Paramedics from MDI ambulance services with the agencies’ new heart monitors. From left, Margaret Houghton of the Northeast Harbor Ambulance Service, David Buccello of the Southwest Harbor-Tremont Ambulance Service and Basil Mahaney of the Bar Harbor Fire Department. ISLANDER PHOTO BY LIZ GRAVES

You gotta have heart: new gear to improve emergency care

BAR HARBOR — New heart monitors have arrived for three ambulance services on Mount Desert Island, and paramedics say the devices will make doing their jobs a lot easier.

The X series monitor/defibrillators made by Zoll replace older, heavier LifePack units previously used in the agencies’ ambulances. Those units were nearing the end of their useful lives in the Bar Harbor Fire Department and Southwest Harbor-Tremont Ambulance Service’s ambulances.

“The Northeast Harbor Ambulance Service switched over to align with the rest of the fleet,” said medic Basil Mahaney, who works with both the Bar Harbor Fire Department and the volunteer Northeast Harbor service.

The new X Series heart monitor/defibrillators are lighter, more durable and more modern than the ambulance equipment they replace. Paramedics can send electrocardiogram transmissions directly to the hospital or LifeFlight helicopter ambulance.

“At 11.7 pounds, it’s considerably lighter than the old units,” Mahaney said. “So it’s more mobile, easier to bring with you to the patient’s location.”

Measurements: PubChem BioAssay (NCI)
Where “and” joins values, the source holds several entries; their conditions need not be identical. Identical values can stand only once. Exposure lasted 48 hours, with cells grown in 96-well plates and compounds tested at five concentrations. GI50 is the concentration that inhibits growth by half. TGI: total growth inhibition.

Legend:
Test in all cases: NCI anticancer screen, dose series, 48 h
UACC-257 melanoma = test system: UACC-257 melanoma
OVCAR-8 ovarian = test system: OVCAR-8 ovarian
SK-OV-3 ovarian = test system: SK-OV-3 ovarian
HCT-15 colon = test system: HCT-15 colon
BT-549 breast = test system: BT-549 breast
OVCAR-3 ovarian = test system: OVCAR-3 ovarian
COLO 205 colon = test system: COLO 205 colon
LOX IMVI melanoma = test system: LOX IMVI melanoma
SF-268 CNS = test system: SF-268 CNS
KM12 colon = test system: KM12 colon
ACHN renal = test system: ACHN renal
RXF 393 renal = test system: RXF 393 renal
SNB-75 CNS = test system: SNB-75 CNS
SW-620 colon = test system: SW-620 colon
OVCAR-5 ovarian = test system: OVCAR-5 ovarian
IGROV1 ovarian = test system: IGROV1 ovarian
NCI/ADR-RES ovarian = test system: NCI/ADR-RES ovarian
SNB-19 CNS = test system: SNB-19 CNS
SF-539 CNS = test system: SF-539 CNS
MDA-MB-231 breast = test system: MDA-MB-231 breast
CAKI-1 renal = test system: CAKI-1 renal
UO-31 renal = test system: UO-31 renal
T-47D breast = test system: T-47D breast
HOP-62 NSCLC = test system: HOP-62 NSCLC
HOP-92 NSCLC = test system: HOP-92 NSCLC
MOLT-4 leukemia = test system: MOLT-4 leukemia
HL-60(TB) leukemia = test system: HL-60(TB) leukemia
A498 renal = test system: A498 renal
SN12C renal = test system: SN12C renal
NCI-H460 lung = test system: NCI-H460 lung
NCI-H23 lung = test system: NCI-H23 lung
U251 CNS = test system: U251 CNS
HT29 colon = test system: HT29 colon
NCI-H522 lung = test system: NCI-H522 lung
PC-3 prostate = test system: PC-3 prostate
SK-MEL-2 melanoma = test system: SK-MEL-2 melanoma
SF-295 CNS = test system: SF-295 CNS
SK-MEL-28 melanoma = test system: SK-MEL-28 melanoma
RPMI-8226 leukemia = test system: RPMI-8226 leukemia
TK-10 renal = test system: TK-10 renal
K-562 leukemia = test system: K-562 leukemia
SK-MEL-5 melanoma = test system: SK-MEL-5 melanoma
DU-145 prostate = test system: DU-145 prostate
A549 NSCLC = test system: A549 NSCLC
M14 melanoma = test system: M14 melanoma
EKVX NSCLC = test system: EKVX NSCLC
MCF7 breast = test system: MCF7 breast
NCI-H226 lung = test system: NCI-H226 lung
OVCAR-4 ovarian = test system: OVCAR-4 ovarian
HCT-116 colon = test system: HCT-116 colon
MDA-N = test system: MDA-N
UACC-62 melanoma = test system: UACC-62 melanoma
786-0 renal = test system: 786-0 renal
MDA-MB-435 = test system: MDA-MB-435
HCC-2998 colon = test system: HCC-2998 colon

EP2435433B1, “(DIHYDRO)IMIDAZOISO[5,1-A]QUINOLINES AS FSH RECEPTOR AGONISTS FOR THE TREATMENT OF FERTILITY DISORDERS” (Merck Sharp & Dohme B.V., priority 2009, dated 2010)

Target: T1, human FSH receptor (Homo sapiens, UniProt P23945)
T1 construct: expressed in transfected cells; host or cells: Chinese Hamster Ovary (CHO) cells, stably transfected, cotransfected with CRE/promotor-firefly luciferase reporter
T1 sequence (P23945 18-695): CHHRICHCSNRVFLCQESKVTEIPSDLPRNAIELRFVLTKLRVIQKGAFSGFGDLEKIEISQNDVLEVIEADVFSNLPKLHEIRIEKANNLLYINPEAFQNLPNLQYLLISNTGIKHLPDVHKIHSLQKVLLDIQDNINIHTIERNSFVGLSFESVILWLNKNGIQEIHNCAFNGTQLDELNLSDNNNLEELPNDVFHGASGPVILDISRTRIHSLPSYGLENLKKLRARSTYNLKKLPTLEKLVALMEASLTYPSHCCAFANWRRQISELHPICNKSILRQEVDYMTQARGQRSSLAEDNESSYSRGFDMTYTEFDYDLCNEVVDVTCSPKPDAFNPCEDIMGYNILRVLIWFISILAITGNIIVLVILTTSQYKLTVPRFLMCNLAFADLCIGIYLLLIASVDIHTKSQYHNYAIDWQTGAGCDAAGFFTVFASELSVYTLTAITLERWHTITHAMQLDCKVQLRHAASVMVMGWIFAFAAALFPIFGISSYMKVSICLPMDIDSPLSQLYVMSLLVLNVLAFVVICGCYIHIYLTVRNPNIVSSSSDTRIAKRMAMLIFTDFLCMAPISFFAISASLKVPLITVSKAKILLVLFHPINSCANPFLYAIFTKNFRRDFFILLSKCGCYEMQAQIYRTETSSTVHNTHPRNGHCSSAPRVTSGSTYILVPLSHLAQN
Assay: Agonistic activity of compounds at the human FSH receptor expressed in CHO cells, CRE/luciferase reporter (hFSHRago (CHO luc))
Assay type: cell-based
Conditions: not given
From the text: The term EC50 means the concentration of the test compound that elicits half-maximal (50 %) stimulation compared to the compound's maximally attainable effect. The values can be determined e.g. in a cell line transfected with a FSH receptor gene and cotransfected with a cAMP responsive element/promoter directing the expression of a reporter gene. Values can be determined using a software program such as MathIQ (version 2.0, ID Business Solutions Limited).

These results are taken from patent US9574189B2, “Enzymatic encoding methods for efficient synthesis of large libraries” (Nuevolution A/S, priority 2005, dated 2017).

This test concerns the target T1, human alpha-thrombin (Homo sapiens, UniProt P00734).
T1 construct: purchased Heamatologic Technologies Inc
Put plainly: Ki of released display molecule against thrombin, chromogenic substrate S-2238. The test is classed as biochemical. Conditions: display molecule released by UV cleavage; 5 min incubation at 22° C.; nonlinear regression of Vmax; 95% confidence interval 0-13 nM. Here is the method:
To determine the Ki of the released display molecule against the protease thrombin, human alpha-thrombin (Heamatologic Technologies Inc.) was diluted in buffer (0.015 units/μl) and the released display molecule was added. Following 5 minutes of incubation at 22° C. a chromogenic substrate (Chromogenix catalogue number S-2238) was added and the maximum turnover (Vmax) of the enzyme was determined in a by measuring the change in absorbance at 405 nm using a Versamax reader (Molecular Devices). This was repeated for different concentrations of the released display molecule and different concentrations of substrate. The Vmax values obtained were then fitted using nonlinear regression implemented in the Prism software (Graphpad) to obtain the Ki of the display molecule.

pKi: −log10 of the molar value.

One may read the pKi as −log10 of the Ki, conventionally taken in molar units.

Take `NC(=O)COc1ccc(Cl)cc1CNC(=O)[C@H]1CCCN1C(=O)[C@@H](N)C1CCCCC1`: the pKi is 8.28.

The agencies often share resources and personnel, he said. “A lot of times a paramedic from one agency will respond to a call from another agency, if necessary. It’s handy if, when you get in their truck, you have the same equipment.”

It’s also the same cardiac monitor used on the LifeFlight helicopter ambulance, so first responders can make a smoother transition when a patient is transferred. They can even send an electrocardiogram transmission directly to the hospital that is waiting for the patient, Bar Harbor assistant chief John Lennon said.

David Buccello of the Southwest Harbor-Tremont Ambulance Service said another benefit of the more advanced software is the ability for the company to send software updates on a thumb drive, eliminating the need to send the unit away.

He also said a “see-through CPR” feature “allows you to see the heart rhythm while doing compressions. That and other features tell you how effectively you’re doing CPR.”

Liz Graves

Liz Graves

Reporter at Mount Desert Islander
Former Islander reporter and editor Liz Graves grew up in California and came to Maine as a schooner sailor.

Leave a Reply

Your email address will not be published.